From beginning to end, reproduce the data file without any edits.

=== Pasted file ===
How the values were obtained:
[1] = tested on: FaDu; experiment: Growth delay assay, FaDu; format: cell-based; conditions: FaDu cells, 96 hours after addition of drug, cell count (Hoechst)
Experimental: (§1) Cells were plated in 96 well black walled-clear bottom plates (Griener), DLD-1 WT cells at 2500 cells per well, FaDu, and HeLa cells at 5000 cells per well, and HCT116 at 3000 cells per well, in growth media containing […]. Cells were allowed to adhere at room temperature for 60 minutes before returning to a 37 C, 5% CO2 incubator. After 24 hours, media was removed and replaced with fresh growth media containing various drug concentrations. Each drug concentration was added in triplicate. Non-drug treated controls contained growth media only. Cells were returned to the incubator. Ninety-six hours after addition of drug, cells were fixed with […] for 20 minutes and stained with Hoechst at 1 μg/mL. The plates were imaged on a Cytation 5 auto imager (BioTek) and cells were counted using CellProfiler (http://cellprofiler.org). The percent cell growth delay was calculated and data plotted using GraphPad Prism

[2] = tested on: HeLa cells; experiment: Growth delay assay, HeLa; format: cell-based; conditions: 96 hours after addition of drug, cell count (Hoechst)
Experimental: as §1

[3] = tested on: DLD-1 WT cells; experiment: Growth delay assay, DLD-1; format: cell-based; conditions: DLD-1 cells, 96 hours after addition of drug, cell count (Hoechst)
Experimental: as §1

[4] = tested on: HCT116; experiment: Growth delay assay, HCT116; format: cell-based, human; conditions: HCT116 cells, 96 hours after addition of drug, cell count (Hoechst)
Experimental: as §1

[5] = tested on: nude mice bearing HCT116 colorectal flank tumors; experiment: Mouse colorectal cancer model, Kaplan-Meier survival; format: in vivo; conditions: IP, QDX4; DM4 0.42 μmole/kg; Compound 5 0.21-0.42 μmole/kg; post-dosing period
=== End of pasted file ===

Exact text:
How the values were obtained:
[1] = tested on: FaDu; experiment: Growth delay assay, FaDu; format: cell-based; conditions: FaDu cells, 96 hours after addition of drug, cell count (Hoechst)
Experimental: (§1) Cells were plated in 96 well black walled-clear bottom plates (Griener), DLD-1 WT cells at 2500 cells per well, FaDu, and HeLa cells at 5000 cells per well, and HCT116 at 3000 cells per well, in growth media containing […]. Cells were allowed to adhere at room temperature for 60 minutes before returning to a 37 C, 5% CO2 incubator. After 24 hours, media was removed and replaced with fresh growth media containing various drug concentrations. Each drug concentration was added in triplicate. Non-drug treated controls contained growth media only. Cells were returned to the incubator. Ninety-six hours after addition of drug, cells were fixed with […] for 20 minutes and stained with Hoechst at 1 μg/mL. The plates were imaged on a Cytation 5 auto imager (BioTek) and cells were counted using CellProfiler (http://cellprofiler.org). The percent cell growth delay was calculated and data plotted using GraphPad Prism

[2] = tested on: HeLa cells; experiment: Growth delay assay, HeLa; format: cell-based; conditions: 96 hours after addition of drug, cell count (Hoechst)
Experimental: as §1

[3] = tested on: DLD-1 WT cells; experiment: Growth delay assay, DLD-1; format: cell-based; conditions: DLD-1 cells, 96 hours after addition of drug, cell count (Hoechst)
Experimental: as §1

[4] = tested on: HCT116; experiment: Growth delay assay, HCT116; format: cell-based, human; conditions: HCT116 cells, 96 hours after addition of drug, cell count (Hoechst)
Experimental: as §1

[5] = tested on: nude mice bearing HCT116 colorectal flank tumors; experiment: Mouse colorectal cancer model, Kaplan-Meier survival; format: in vivo; conditions: IP, QDX4; DM4 0.42 μmole/kg; Compound 5 0.21-0.42 μmole/kg; post-dosing period